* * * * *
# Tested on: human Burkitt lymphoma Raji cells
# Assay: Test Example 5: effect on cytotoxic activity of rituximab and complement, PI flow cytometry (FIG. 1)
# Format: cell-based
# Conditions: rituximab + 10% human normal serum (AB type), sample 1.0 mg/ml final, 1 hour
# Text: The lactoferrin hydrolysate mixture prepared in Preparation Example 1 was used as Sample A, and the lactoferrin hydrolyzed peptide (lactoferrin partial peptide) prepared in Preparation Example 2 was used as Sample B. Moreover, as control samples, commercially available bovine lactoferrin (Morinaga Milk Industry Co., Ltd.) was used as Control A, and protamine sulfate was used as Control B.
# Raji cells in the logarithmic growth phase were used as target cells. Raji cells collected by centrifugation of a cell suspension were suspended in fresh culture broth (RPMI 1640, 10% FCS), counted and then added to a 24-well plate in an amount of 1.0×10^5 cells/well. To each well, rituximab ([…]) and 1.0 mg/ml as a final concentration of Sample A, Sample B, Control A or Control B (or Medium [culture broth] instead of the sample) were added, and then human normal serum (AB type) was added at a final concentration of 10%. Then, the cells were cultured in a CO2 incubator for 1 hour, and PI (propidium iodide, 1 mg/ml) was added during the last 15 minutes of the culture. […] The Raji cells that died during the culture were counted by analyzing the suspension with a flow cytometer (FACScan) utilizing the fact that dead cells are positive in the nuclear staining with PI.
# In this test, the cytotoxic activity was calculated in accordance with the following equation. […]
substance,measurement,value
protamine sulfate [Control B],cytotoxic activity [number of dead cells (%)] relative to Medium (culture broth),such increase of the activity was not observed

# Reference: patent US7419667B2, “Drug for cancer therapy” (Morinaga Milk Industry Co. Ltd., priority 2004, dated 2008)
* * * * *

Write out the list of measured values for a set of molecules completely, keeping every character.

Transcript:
# Tested on: human Burkitt lymphoma Raji cells
# Assay: Test Example 5: effect on cytotoxic activity of rituximab and complement, PI flow cytometry (FIG. 1)
# Format: cell-based
# Conditions: rituximab + 10% human normal serum (AB type), sample 1.0 mg/ml final, 1 hour
# Text: The lactoferrin hydrolysate mixture prepared in Preparation Example 1 was used as Sample A, and the lactoferrin hydrolyzed peptide (lactoferrin partial peptide) prepared in Preparation Example 2 was used as Sample B. Moreover, as control samples, commercially available bovine lactoferrin (Morinaga Milk Industry Co., Ltd.) was used as Control A, and protamine sulfate was used as Control B.
# Raji cells in the logarithmic growth phase were used as target cells. Raji cells collected by centrifugation of a cell suspension were suspended in fresh culture broth (RPMI 1640, 10% FCS), counted and then added to a 24-well plate in an amount of 1.0×10^5 cells/well. To each well, rituximab ([…]) and 1.0 mg/ml as a final concentration of Sample A, Sample B, Control A or Control B (or Medium [culture broth] instead of the sample) were added, and then human normal serum (AB type) was added at a final concentration of 10%. Then, the cells were cultured in a CO2 incubator for 1 hour, and PI (propidium iodide, 1 mg/ml) was added during the last 15 minutes of the culture. […] The Raji cells that died during the culture were counted by analyzing the suspension with a flow cytometer (FACScan) utilizing the fact that dead cells are positive in the nuclear staining with PI.
# In this test, the cytotoxic activity was calculated in accordance with the following equation. […]
substance,measurement,value
protamine sulfate [Control B],cytotoxic activity [number of dead cells (%)] relative to Medium (culture broth),such increase of the activity was not observed

# Reference: patent US7419667B2, “Drug for cancer therapy” (Morinaga Milk Industry Co. Ltd., priority 2004, dated 2008)